Slideshare uses cookies to improve functionality and performance, and to provide you with relevant advertising. If you continue browsing the site, you agree to the use of cookies on this website. See our User Agreement and Privacy Policy.

Slideshare uses cookies to improve functionality and performance, and to provide you with relevant advertising. If you continue browsing the site, you agree to the use of cookies on this website. See our Privacy Policy and User Agreement for details.

Like this presentation? Why not share!

- Colligative properties by dirksr 2839 views
- Solutions and colligative properties by Jill Dodson 1630 views
- colligative property ,made by-chin... by CHINMAY JAGADEV 2069 views
- Chapter 14.2 : Colligative Properties by Chris Foltz 6474 views
- 3- Solutions & It's Colligative Pro... by Rawa M. Ahmed 940 views
- Chapter 13 Lecture on Solutions & C... by Mary Beth Smith 15704 views

20,647 views

Published on

No Downloads

Total views

20,647

On SlideShare

0

From Embeds

0

Number of Embeds

62

Shares

0

Downloads

377

Comments

1

Likes

12

No embeds

No notes for slide

- 1. Colligative Properties of Solutions<br />
- 2. The presence of solutes affects the properties of solutions.<br />Some of these properties are not dependant on what dissolved substance but only on how much.<br />Colligative properties are those that depend on the concentration of solute particles but not on their identity.<br />Colligative Properties? What the…<br />
- 3. Vapor pressure is the pressure caused by molecules that have escaped from the liquid phase to the gaseous phase.<br />Experiments show that the vapor pressure of a solvent containing a nonvolatile* solute is lower than the vapor pressure of the pure solvent at the same temp.<br />This lowers the freezing point and raises the boiling point.<br />*a substance with little tendency to become a gas<br />Vapor Pressure<br />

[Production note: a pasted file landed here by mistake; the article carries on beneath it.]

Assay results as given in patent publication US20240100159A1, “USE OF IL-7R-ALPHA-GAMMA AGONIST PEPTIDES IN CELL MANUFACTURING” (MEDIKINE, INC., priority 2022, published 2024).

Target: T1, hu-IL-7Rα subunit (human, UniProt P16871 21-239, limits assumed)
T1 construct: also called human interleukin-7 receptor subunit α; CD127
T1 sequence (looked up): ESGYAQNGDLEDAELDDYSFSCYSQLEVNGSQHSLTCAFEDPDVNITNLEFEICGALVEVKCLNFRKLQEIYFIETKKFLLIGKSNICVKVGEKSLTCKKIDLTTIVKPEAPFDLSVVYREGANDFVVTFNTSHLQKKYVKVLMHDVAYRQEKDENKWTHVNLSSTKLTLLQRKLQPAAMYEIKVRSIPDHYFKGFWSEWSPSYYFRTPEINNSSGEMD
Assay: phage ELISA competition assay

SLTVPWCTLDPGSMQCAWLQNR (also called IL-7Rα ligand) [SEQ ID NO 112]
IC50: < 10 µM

- 4. Phase Diagram<br />
- 5. Pure Solvent v. Solution<br />
- 6. Freezing Point Depression<br />The freezing point of a 1-molal solution of a nonelectrolyte solute in water is found by experiment to be 1.86°C lower than the freezing point of water.<br />When the solution is 2-molal the freezing point is lowered by 3.72°C.<br />In fact, for any concentration of a nonelectrolyte solute in water, the decrease in freezing point can be determined using the value of -1.86°C/m.<br />This value is called the molal freezing-point, Δtf<br />
- 7. Freezing-point depression can be calculated by using the following equation.<br />Δtf= Kfm<br />Kfis the freezing-point depression constant.<br />m is the molality.<br />Each solvent has its own characteristic molal freezing-point constant. See Table 14-2 on page 438.<br />
- 8. What is the freezing-point depression of water in a solution of 17.1 g of sucrose, C12H22O11, and 200. g of water? What is the actual freezing point of this solution?<br />Sample Problem 14-3<br />
- 9. A water solution containing an unknown quantity of a nonelectrolyte solute is found to have a freezing point of -0.23°C. What is the molal concentration of the solution?<br />Sample Problem 14-4<br />
- 10. Page 449 Questions 19-24<br />Assignment <br />

No public clipboards found for this slide

×
### Save the most important slides with Clipping

Clipping is a handy way to collect and organize the most important slides from a presentation. You can keep your great finds in clipboards organized around topics.

0.465 :)